The role of women in conflict resolution and peace processes is internationally recognized. The UN has issued multiple resolutions affirming the pivotal role of women in peace and committing to measures that study and ensure the continued involvement of women.
For example, UN Resolution 1889 affirms two levels of women’s critical involvement: one, in “prevention and resolution of conflict and peace building,” and two, “re-establishing the fabric of recovering society.”
During the session on “Women in Leadership” at the 2013 Global Peace Convention, wife of Vice-President of Nigeria and founder of I-CARE Women & Youths Initiative, H.E. Hajiya Mrs. Amina Namadi Sambo told participants, that in order to cultivate peace, societies must encourage women “to perform their roles as natural peace builders and peacemakers.” So, why are women crucial to the peacemaking process? Hajiya Mrs. Sambo offered two reasons.
First, according to Hajiya Mrs. Sambo, is that women possess unique God-given qualities that “facilitate peace building and conflict resolution.” She described women as innately empathetic, aspiring to lend a helping hand to others. Women are also honest, forthright, patient, and compassionate. These unique characteristics equip women to be better facilitators and collaborators.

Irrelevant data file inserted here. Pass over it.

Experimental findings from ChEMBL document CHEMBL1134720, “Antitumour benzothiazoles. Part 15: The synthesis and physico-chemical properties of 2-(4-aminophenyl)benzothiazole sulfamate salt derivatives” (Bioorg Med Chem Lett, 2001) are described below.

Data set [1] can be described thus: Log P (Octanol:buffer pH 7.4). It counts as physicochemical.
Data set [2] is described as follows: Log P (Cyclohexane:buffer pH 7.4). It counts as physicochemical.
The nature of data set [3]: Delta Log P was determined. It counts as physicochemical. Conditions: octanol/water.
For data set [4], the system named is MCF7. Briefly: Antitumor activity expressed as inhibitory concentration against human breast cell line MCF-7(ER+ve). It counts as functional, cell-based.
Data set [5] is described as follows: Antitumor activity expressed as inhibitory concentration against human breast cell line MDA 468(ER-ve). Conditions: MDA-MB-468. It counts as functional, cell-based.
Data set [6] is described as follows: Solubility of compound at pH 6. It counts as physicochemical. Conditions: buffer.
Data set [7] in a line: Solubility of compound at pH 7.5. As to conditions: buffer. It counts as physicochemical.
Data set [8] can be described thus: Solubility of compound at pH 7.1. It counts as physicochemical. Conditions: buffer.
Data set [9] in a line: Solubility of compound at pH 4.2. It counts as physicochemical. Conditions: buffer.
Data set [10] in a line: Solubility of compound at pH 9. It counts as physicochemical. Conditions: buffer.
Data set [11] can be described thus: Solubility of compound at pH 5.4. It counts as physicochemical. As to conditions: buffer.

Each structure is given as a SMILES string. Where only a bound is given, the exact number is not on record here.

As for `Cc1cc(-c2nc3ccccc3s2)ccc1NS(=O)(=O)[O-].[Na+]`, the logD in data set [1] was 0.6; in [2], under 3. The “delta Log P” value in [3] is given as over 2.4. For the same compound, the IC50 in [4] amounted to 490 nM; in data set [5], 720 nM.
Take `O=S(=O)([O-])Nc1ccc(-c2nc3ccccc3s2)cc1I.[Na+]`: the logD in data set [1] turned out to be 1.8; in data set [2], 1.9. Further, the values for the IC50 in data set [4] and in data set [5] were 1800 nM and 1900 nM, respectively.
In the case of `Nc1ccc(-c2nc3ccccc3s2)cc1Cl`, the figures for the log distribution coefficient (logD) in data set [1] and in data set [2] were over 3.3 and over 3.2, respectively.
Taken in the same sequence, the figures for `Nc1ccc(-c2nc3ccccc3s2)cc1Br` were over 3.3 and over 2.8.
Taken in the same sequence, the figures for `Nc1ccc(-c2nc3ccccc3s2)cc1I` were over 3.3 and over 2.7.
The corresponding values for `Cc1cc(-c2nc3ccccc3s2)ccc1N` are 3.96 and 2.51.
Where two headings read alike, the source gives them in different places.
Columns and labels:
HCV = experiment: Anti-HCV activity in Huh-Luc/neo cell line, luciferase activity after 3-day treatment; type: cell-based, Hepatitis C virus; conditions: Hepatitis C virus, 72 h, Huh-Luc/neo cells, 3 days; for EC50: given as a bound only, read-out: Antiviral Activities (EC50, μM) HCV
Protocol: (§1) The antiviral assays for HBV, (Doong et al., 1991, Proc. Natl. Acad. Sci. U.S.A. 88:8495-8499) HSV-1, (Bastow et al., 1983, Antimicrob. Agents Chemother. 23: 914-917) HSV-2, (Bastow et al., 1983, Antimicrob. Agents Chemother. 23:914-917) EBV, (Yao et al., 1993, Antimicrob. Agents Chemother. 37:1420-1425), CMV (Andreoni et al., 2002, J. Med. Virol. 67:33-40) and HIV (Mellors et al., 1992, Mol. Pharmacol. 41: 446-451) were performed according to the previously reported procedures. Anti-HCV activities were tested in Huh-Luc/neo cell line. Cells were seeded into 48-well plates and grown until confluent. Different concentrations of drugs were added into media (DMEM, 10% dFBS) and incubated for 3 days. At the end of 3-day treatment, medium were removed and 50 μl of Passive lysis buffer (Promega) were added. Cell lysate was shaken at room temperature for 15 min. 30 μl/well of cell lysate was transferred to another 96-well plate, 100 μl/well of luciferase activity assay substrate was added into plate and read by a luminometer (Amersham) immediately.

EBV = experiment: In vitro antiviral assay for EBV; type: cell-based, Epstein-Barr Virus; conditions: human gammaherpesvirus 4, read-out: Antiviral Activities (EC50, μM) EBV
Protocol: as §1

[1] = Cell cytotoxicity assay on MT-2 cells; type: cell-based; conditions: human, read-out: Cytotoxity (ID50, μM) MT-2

Second, is that women play a pivotal role in the family, “the basic tool for peace.” Within a family, women have a “God-given role to be mothers” who raise “a happy and healthy family.” Hajiya Mrs. Sambo describes motherhood as the most important role for a woman. Furthermore, she observes that mothers are more likely to “rise above self-interest,” placing the interests others before her own. Thus, as mothers who educate the next generation, who secure the peace of the home, women have a central part in creating peace starting from the most basic building block of society, the family, and extending into the community and world.
As Hajiya Mrs. Sambo said, “[…]the importance of women in building sustainable peace in the world can no longer be overlooked.” Women and men are complimentary to each other, and both are important to peace and development. The absence of women slows down the process. However, despite the obvious need to include women, women have often been left out. Hajiya Mrs. Sambo encouraged societies to make space for women to be mothers and also work in the public together with men.
Watch her address: